Studying language development since I first became a Speech-Language Pathologist has become a never ending passion with sometimes surprising twists. New studies emerge almost daily with mind boggling results from MRI research, new computer generated programs and language investigations involving younger and younger children. One such new study, by developmental psychologist David Lewkowicz of Florida Atlantic University, describes recent research wherein scientists found that babies’ language development during the babbling stage, at about 6 months, makes a dramatic change. Their eye gaze begins to shift to the mouth. In other words, babies begin to actually study what the mouth is doing when it its making those funny speech sounds. Another study reported in Live Science in 2009 by Charles Q Choi, noted that French researchers had found that newborns cry with the same melodic pattern as their native language and suggests that infants begin picking up elements of language in the womb!
The therapeutic use of this information is encouraging for those of us who advise parents and teachers on how to help little ones learn language. It has been known for a long time that eye gaze is crucial to language development, that prosody works with phonology in language learning and that early vocabulary growth can predict reading success by age 6 years. All of these studies can be useful as guides when helping children with learning problems.
Language development for many children is difficult. My own child started speaking at 9 months, then stopped talking for several months, only for seemingly brand new language to emerge in a sort of muddle, with related learning problems surfacing in preschool. Studies at that time were trickling in about the relationship between talking and reading. Now we know so much more.
Here are three facts that every parent and teacher should know.
1. The very first one is that there is some arbitrary delineation inserted into oral and written language as a student moves through the grades that I believe is caused by the professionals given the responsibility of helping those with learning problems. Before kindergarten, the Speech-Language Pathologist is usually the first professional called upon for help. After kindergarten, it may be a reading specialist or resource specialist.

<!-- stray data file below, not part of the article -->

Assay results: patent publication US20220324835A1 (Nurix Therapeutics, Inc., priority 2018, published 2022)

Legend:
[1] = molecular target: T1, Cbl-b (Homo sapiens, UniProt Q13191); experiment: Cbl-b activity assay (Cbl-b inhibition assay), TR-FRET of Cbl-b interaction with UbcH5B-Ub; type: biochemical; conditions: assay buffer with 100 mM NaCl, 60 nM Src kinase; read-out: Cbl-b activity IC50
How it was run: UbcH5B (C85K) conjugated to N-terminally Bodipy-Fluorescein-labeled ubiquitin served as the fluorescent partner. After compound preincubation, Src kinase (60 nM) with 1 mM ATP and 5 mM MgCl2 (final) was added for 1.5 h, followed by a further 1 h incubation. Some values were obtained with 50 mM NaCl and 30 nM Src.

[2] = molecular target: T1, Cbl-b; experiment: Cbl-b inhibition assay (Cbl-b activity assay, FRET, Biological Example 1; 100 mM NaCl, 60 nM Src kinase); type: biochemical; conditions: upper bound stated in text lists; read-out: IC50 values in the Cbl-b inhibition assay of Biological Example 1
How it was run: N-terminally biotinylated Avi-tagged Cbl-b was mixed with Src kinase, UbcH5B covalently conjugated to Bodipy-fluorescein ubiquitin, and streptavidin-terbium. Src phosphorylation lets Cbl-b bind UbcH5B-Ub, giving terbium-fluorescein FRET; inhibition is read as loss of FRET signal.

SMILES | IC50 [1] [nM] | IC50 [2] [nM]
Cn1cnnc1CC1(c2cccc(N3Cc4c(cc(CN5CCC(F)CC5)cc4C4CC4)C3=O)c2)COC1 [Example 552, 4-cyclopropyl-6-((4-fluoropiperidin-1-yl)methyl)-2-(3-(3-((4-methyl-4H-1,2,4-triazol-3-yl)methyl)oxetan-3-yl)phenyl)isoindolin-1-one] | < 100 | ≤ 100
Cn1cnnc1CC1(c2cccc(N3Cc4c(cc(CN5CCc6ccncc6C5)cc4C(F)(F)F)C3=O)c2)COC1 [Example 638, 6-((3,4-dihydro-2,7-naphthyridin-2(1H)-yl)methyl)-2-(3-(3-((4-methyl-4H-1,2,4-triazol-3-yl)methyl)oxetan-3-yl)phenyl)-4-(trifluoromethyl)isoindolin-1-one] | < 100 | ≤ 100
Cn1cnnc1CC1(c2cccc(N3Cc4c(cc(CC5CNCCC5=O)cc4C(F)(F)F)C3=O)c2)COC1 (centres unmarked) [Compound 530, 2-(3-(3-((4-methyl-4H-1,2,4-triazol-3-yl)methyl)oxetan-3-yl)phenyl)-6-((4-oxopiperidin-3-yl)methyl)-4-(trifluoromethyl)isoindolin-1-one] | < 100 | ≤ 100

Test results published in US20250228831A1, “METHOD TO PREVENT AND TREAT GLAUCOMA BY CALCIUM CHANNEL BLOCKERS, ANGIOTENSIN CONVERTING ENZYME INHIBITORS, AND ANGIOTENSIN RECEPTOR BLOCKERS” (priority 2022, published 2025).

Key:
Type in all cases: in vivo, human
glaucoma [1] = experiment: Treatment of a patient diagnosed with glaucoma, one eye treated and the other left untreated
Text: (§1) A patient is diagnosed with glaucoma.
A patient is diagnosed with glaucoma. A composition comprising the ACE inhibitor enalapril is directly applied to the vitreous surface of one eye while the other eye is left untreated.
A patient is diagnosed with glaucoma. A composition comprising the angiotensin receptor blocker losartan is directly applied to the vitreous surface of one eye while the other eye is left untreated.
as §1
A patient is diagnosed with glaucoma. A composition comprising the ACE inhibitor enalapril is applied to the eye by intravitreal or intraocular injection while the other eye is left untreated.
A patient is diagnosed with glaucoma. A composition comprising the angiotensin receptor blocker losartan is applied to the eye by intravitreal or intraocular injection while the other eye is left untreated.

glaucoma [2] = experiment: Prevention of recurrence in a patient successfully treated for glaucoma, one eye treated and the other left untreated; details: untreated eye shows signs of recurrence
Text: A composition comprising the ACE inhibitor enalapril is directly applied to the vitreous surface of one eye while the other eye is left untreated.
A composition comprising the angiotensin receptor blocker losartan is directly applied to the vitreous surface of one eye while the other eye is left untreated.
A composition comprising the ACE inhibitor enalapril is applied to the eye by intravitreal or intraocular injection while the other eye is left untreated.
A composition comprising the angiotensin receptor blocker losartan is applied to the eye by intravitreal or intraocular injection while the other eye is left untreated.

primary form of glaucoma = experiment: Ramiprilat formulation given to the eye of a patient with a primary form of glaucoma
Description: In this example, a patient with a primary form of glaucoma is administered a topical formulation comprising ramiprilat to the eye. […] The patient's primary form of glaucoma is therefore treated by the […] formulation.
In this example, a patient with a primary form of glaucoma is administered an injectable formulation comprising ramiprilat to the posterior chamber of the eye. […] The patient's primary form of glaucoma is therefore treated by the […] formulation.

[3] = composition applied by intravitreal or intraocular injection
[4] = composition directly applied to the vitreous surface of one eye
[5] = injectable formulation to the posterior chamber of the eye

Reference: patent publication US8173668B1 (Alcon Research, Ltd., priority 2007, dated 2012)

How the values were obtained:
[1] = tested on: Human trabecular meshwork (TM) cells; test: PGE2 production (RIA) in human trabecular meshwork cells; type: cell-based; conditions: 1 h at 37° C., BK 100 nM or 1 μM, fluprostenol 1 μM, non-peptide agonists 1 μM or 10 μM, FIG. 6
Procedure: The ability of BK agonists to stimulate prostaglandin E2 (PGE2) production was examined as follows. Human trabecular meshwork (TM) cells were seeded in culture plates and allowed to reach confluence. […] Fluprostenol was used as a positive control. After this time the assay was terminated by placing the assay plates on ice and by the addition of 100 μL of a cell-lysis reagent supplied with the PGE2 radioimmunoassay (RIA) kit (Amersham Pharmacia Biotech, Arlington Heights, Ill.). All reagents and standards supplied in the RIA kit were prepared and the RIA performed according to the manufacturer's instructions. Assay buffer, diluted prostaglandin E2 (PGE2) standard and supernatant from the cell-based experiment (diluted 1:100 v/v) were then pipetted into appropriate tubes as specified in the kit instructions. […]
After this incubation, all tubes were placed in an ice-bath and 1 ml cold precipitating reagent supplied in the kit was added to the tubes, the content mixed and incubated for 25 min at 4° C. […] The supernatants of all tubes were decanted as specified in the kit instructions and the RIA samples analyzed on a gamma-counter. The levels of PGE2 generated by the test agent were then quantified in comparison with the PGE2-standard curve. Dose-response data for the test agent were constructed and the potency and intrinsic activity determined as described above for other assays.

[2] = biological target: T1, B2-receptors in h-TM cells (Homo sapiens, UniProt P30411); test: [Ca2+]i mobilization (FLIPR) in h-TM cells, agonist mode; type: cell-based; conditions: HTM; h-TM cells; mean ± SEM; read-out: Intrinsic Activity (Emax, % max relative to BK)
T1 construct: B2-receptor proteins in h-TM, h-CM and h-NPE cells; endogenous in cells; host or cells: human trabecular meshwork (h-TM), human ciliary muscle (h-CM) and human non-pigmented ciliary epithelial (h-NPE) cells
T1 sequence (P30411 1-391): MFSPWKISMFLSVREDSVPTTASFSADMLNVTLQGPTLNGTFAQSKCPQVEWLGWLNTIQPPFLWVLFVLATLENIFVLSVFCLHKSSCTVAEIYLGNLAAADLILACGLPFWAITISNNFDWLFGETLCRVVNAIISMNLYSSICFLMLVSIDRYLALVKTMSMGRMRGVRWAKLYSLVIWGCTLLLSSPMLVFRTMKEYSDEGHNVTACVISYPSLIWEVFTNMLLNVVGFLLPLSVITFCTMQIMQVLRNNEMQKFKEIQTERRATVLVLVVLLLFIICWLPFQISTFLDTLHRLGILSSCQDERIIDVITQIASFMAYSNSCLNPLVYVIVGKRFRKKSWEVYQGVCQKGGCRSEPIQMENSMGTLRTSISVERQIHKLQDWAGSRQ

2. However, nearly 80% of all learning disabilities are language based. Typically the problem is first noticed in preschool as a “speech” problem and morphs into a reading/writing problem in elementary school when the underlying language disorder has already impacted learning.
3. The key features of language- phonology, semantics, syntax and pragmatics intertwine and interact with each other in every classroom, playground, sport or social activity, in both oral and written language. We communicate.
Below is a graphic representation of the development of literacy.
Below are some common signs of learning problems, kindergarten through 4th grade.
All parents and educators should make sure that students receive a complete speech-language evaluation if there are suspicions of learning problems.
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